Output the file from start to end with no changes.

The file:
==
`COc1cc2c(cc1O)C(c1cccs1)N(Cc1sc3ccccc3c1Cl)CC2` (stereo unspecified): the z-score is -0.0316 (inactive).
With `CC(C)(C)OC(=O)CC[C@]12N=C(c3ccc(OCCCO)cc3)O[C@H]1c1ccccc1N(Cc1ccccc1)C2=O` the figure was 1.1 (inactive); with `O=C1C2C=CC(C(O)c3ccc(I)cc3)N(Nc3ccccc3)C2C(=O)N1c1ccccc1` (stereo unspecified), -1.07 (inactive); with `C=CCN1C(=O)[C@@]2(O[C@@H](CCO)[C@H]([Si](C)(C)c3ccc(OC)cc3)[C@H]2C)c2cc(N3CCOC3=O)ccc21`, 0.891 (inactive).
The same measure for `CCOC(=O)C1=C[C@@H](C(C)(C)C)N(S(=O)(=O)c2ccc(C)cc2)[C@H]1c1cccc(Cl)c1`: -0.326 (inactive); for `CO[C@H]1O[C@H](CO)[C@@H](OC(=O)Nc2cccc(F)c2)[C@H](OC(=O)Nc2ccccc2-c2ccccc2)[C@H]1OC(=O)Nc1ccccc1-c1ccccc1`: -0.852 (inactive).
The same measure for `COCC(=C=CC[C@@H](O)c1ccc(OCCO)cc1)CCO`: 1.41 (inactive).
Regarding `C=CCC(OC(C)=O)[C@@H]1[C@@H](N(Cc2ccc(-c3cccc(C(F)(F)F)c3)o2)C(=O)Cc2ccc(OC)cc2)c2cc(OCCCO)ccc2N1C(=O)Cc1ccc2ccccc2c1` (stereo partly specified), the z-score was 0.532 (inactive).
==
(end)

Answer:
`COc1cc2c(cc1O)C(c1cccs1)N(Cc1sc3ccccc3c1Cl)CC2` (stereo unspecified): the z-score is -0.0316 (inactive).
With `CC(C)(C)OC(=O)CC[C@]12N=C(c3ccc(OCCCO)cc3)O[C@H]1c1ccccc1N(Cc1ccccc1)C2=O` the figure was 1.1 (inactive); with `O=C1C2C=CC(C(O)c3ccc(I)cc3)N(Nc3ccccc3)C2C(=O)N1c1ccccc1` (stereo unspecified), -1.07 (inactive); with `C=CCN1C(=O)[C@@]2(O[C@@H](CCO)[C@H]([Si](C)(C)c3ccc(OC)cc3)[C@H]2C)c2cc(N3CCOC3=O)ccc21`, 0.891 (inactive).
The same measure for `CCOC(=O)C1=C[C@@H](C(C)(C)C)N(S(=O)(=O)c2ccc(C)cc2)[C@H]1c1cccc(Cl)c1`: -0.326 (inactive); for `CO[C@H]1O[C@H](CO)[C@@H](OC(=O)Nc2cccc(F)c2)[C@H](OC(=O)Nc2ccccc2-c2ccccc2)[C@H]1OC(=O)Nc1ccccc1-c1ccccc1`: -0.852 (inactive).
The same measure for `COCC(=C=CC[C@@H](O)c1ccc(OCCO)cc1)CCO`: 1.41 (inactive).
Regarding `C=CCC(OC(C)=O)[C@@H]1[C@@H](N(Cc2ccc(-c3cccc(C(F)(F)F)c3)o2)C(=O)Cc2ccc(OC)cc2)c2cc(OCCCO)ccc2N1C(=O)Cc1ccc2ccccc2c1` (stereo partly specified), the z-score was 0.532 (inactive).